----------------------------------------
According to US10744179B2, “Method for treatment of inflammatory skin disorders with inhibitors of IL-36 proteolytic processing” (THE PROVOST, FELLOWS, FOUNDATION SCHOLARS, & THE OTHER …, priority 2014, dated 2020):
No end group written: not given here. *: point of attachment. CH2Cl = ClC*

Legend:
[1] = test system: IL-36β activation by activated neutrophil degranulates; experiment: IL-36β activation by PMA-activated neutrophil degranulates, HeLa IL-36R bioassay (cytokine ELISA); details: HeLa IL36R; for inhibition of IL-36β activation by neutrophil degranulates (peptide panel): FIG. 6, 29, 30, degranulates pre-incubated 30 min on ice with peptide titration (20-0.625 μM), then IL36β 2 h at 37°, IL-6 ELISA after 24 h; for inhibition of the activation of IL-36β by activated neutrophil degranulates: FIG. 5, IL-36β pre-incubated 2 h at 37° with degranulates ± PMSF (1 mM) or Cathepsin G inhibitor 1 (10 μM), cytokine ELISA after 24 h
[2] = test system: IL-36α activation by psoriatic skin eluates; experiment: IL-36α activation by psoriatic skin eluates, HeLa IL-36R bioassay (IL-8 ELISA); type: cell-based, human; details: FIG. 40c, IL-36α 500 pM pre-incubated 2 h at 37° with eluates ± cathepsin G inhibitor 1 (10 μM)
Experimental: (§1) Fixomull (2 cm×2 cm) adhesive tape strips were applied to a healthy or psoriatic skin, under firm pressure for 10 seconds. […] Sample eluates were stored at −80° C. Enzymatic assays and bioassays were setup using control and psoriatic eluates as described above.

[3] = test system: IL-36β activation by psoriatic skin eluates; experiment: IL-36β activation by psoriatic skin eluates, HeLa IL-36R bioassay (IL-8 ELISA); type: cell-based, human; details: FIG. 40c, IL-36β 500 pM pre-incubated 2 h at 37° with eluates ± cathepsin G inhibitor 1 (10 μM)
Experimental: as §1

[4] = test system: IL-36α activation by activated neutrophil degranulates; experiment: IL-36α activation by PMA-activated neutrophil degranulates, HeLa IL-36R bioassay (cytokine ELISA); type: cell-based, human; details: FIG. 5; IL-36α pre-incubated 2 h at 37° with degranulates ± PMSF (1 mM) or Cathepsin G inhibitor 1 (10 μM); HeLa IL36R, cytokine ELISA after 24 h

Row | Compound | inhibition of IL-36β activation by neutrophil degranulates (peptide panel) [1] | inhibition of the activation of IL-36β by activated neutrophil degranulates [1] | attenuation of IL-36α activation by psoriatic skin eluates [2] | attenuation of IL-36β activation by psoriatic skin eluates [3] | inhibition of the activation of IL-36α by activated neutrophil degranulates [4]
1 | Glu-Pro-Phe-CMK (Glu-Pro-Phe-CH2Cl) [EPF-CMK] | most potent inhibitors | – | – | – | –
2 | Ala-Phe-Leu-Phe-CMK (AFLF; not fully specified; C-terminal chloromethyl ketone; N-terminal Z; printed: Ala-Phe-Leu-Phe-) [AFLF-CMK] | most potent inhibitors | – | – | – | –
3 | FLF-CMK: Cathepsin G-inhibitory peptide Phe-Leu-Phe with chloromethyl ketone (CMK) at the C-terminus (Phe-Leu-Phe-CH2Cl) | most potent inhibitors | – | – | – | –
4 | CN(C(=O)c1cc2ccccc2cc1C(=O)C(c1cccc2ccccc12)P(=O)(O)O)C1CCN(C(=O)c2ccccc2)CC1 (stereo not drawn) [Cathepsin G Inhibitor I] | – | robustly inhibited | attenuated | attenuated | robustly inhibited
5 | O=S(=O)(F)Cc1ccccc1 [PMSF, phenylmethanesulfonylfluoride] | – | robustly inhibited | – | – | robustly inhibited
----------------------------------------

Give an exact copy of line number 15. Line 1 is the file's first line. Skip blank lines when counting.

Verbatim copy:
5 | O=S(=O)(F)Cc1ccccc1 [PMSF, phenylmethanesulfonylfluoride] | – | robustly inhibited | – | – | robustly inhibited